When a movie about Los Angeles cops is co-written by noir specialist James Ellroy, you know it’s not going to paint a pretty picture. In Rampart, we learn all we need to know about the protagonist, Dave Brown (Woody Harrelson) in the first five minutes, and things go downhill from there.
This original screenplay is not based on the notorious Rampart Division scandal that rocked the L.A.P.D., but it does take place in 1999 when that investigation was still current. Even within such a foul atmosphere, Vietnam vet Brown is a one-man cauldron of trouble, a cop who lives by his own, often inscrutable code of behavior. By the time we join his saga (after twenty-four years on the force) he’s running out of friends and protectors.
Harrelson adds another solid performance to his ever-growing rogues’ gallery, but there isn’t much nuance to this character. He loves his two daughters and wants to protect them; that remains his main virtue. And he genuinely believes he is doing “the right thing” out on the streets, even when he bashes heads or uses his firearm.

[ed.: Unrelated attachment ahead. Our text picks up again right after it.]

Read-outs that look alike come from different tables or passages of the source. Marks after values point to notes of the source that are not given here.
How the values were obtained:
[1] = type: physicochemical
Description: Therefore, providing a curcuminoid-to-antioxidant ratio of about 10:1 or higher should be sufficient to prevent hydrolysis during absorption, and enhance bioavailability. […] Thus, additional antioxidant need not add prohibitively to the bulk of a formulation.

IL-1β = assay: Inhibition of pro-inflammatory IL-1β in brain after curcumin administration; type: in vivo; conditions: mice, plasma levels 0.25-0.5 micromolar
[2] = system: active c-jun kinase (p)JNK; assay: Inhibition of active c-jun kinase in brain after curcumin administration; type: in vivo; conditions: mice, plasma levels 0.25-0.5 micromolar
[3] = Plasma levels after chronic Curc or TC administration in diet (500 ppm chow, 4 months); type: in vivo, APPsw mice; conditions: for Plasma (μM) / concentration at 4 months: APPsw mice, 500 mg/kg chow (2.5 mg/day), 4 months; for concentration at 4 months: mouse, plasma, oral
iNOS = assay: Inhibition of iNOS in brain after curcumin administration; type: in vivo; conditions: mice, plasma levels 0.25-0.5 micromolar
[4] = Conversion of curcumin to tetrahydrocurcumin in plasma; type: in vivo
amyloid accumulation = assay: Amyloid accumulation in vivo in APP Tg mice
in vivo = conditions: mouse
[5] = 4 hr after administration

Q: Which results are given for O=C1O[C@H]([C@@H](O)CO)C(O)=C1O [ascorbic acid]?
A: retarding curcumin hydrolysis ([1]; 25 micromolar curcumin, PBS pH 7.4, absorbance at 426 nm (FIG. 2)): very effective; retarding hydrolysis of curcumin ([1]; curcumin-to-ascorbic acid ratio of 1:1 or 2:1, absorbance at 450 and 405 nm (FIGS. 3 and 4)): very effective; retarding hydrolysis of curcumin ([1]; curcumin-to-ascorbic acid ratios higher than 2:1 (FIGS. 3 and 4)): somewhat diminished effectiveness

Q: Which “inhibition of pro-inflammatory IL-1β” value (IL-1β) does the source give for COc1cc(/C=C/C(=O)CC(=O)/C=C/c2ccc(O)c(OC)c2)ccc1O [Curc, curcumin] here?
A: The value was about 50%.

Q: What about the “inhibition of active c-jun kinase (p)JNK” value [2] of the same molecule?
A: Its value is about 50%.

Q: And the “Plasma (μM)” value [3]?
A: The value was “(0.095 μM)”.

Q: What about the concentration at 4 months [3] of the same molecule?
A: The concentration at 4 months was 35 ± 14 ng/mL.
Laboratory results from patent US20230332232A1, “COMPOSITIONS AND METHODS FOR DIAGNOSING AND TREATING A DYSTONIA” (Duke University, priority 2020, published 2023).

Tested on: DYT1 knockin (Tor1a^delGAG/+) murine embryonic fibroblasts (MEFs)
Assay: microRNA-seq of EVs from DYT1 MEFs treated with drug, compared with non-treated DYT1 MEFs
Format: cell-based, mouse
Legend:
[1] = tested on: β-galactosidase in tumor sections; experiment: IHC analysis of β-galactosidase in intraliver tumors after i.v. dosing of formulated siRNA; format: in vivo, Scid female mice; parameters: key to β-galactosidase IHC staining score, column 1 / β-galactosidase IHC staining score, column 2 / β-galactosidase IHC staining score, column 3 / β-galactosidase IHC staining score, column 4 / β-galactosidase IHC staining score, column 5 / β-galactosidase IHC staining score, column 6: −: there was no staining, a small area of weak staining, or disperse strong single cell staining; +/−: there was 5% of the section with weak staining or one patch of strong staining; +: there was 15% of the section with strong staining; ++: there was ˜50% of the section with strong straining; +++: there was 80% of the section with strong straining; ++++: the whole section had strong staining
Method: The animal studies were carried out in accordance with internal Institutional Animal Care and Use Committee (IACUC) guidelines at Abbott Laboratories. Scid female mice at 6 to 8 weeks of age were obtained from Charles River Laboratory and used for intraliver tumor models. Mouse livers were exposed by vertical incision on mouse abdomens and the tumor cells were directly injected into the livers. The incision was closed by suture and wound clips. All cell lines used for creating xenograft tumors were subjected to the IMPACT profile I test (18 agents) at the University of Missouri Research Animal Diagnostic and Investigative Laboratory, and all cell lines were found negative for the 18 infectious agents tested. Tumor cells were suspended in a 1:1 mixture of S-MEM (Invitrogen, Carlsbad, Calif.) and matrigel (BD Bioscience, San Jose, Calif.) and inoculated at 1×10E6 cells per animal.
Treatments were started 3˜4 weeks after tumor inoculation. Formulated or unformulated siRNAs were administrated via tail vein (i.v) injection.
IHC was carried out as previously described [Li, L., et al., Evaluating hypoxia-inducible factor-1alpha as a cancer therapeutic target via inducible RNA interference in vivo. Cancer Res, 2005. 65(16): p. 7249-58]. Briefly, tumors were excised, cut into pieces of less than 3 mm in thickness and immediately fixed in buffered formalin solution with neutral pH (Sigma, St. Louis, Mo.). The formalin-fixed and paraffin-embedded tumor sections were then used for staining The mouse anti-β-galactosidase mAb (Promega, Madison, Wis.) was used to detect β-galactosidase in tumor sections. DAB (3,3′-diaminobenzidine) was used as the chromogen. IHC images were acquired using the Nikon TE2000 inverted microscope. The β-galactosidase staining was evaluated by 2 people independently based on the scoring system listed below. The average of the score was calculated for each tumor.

A superior supporting cast includes Robin Wright, Ned Beatty, Sigourney Weaver, Cynthia Nixon, Anne Heche, Ice Cube, and in a blink-and-you’ll-miss-him cameo as the mayor of Los Angeles, Steve Buscemi. Ben Foster also appears as a homeless man in a wheelchair; that’s notable only because he co-produced this picture, marking a reunion with Harrelson and Oren Moverman who directed and wrote the fine 2009 drama in which they starred, The Messenger. It’s because I like that film so much that I found this one so disappointing.
I was appalled, in particular, at the awkwardness of Moverman’s direction, repeatedly choosing flamboyant camera moves that distract us from the content of intimate dramatic scenes. It shows no respect for the material.
I hope Harrelson, Foster, and Moverman turn their attention to projects that are worthy of their time and talent. Rampart left me with nothing except regret that I’d invested the time to watch it.